Based on some of dYdX’s twitter announcements, we assume this is temporary, and future versions of the DApp would soon support native wallet key management, for example using Keplr. And yet, we were too excited to wait!

A Closer Look at the Code

We decided to look at the dYdX DApp Javascript code — the code that runs in the user’s browser when they are using dYdX. In the code, we discovered some interesting clues:

dYdX code snippet 1

What’s interesting in this code snippet is the last element in the list — CosmosSigner. Whereas the dYdX user interface or documentation have no visible support for Cosmos wallets, under the hood there is already some support for a Cosmos Signer.

Looking a bit further, we see the following:

dYdX Code Snippet 2This list of wallets contains exactly those wallets that the user can choose from, when they click “Connect Wallet” in the app.

WalletsWhat does the app do when the user chooses any of those wallet? A bit further down in the code. we see the following:

dYdX Code Snippet 3

Each wallet in the DISPLAYED_WALLETS list has a corresponding entry in the wallets map, which specified its name, icon, and connection type. Note that the connection types in the wallets map match the connection types in the walletConnectionTypes enum (e.g., walletConnect2, injectedEip1193, etc.) However, none of the wallets on the list specify the CosmosSigner connection type.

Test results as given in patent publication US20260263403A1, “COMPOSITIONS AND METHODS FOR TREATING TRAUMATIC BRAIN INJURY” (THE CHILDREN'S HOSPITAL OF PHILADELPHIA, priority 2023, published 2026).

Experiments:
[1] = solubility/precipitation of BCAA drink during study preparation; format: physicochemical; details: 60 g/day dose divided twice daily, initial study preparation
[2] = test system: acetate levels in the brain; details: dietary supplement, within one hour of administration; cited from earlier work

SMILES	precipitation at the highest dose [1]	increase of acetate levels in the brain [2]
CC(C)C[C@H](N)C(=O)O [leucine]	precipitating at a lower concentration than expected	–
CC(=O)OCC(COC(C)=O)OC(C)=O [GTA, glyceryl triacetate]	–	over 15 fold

This got us thinking: what happens if we modify this list and try using the CosmosSigner connection type?

Modifying the Code

As an experiment, we used Requestly — a lightweight local proxy — to modify the response from https://v4.testnet.dydx.exchange/ as follows:

dYdX Code Snippet 4This rule adds another entry to the list of wallets in the dYdX client-side application:

dYdX Code Snippet 5

The important part is that our new entry specifies the CosmosSigner connection type.

Let’s see how the “Connect Wallet” modal looks like with our change:

KeplrNice! We now see a Keplr option in the list. Clicking it, we see something very interesting: our Keplr wallet shows the following popup:

Keplr Popup

It seems that the CosmosSigner is not merely a placeholder — there is actually code in the application that handles this type of signer and interacts with the Keplr wallet when the user chooses this type of wallet — a choice that our patch makes possible. Moreover, it seems that the Cosmos wallet adapter within the dYdX app uses Keplr’s experimentalSuggestChain feature, which allows a DApp to request Keplr adds a custom Cosmos chain, even if that chain is not one of the chains that Keplr supports out of the box. We see that the dYdX app uses this feature to request Keplr adds the dYdX testnet chain dydxprotocol-testnet.